Thursday, May 26, 2011

Sound Effects in Writing -- Plus Some Nifty Steam Powered Motorcycles

How many sound effects do you include in your fiction writing? If you write comic books or graphic novels, probably loads. If literary novels, I'll wager not so much. Young adult and/or fantasy-- maybe some? How about steampunk? Which is kind of like historic This blog is for you.  :)

Sound effects can liven up a story. They are onomatopoeias- words that imitate the sound associated with them, like a hiss or a buzz. Here are some off the top of my head and ones I got from flipping through my graphic novel collection: ding-ding, Boom!, BLAM, Zap, blub-blub, BUDDA BUDDA BRAKKA BRAKKA (That last was machine gun fire.)

If you're serious about sounds effects, you may want to get KA-BOOM! A Dictionary of Comic Book Words, Symbols & Onomatopoeia by Kevin J. Taylor.

You must be clear with yourself what exactly you are describing. Let me explain. I committed an error recently in my work in progress, Twelve Keys. A character rides a steam powered motorcycle. I've read extensively about the history of these machines and studied pictures. I've ridden on the back of my husband's traditional modern motorcycle. Stupidly, I thought I was an expert. DOINK!

I pull up a YouTube video and watch a steamcycle in action and what do I hear? Not the Rumbly-Bumbly sound I described in my chapter, but more of tukkety-tukkety. I clicked on another vid of a different type of steam powered motorcycle and it was a chug-chug-chug-sss, almost like a mini train. Neither resembled my sound effect. (Yes, those are links to the videos embedded there. Take a gander.)

My point: do your homework. Go into the world (or at least YouTube) and listen. I'm sure, unlike me, you know the modern version of a thing doesn't sound like the old fashioned machine. Doh! (Darn that historic mumbo-jumbo.)Then, play around with the spelling of the sound effect. Read it, say it out loud, and ask somebody else to look at it and utter it. It's kind of eye-dialect* and the regular English spelling rules don't apply.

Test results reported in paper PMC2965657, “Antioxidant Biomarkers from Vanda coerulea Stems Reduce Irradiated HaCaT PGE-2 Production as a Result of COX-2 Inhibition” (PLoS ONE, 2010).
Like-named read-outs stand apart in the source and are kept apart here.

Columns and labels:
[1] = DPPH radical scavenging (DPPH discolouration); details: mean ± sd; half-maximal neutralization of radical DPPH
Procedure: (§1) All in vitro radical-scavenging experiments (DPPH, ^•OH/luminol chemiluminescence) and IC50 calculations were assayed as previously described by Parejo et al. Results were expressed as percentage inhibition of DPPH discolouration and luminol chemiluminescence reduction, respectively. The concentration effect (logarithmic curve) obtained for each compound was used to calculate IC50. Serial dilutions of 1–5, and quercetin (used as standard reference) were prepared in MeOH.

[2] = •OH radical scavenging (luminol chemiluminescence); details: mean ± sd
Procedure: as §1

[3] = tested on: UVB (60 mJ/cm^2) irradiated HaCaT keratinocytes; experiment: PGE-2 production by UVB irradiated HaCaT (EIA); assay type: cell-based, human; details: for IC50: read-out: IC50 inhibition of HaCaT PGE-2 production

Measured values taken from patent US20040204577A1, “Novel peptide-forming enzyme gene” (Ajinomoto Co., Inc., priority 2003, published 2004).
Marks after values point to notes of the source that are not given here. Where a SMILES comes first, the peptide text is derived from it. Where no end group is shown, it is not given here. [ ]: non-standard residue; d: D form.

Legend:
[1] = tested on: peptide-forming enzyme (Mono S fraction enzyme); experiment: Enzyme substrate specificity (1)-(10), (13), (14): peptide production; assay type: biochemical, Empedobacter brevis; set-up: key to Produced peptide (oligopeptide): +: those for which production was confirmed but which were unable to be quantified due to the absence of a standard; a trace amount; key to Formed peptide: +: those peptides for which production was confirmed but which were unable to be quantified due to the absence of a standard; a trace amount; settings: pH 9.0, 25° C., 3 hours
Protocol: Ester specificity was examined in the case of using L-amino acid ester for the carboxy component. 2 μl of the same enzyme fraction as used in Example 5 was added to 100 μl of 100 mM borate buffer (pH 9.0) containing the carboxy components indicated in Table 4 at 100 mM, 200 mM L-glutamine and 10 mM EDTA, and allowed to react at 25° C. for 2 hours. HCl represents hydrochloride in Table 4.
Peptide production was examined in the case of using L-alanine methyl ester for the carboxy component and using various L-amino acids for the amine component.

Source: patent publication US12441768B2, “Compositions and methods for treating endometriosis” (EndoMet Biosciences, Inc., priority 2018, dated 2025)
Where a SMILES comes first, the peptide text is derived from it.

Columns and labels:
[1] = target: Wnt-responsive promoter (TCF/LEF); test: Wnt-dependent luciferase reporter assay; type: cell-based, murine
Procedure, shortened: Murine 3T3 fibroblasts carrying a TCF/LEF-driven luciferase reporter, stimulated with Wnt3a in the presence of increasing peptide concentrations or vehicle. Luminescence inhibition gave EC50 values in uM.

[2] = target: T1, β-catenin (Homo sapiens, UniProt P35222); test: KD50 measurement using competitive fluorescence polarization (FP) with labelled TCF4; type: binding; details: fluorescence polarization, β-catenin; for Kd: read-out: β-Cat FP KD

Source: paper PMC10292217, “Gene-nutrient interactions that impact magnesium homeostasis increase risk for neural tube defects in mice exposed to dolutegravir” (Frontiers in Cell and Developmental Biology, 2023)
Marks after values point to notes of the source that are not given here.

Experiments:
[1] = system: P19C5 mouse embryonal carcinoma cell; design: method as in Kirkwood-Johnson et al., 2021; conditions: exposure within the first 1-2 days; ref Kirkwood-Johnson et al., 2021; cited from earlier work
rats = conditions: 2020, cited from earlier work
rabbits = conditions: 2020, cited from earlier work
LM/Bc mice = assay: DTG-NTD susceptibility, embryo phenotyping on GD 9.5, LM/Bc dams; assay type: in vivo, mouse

*Eye dialect, strictly speaking, is the representation of standard pronunciations by unconventional spellings, for instance- "sez" and "wuz." I'm using the term here because the sound effects do appeal to the eye as well as the ear.

1884 Copeland Steam Cycle (replica) The Art of the Motorcycle - Memphis
**Links for image sources embedded in image captions.

Tuesday, May 24, 2011

Towel Day and A Special Deal for You

Tomorrow is Towel Day- The day to celebrate the life of writer Douglas Adams, writer of The Hitchhiker's Guilde to the Galaxy, Dirk Gently's Holistic Detective Agency, and so much more! To learn about this wonderful day, go here--->   We enjoy such activities as building the three word story, sharing where we've spotted the number 42, and displaying photos of our towels. It's hoopy and mostly harmless fun!


In honor of Towel Day I am offering a special deal on my urban fantasy, Syzygy. Buy it at for 42% off. Use the code UD35U  at checkout.

Syzygy is a story within a story. Before the end the two tales become one.

A young patient in a mental hospital, who won't reveal his identity, grows to trust a widow. He tells her the fantastic story of Finn Wilde, a computer geek who doesn't appreciate his incredible speed, strength, and agility. Finn is a super-mobster in a criminal agency made up of others like himself. When he's ordered to kidnap Bea Jones, he falls crazy in love and goes rogue, a choice that could cost him his life.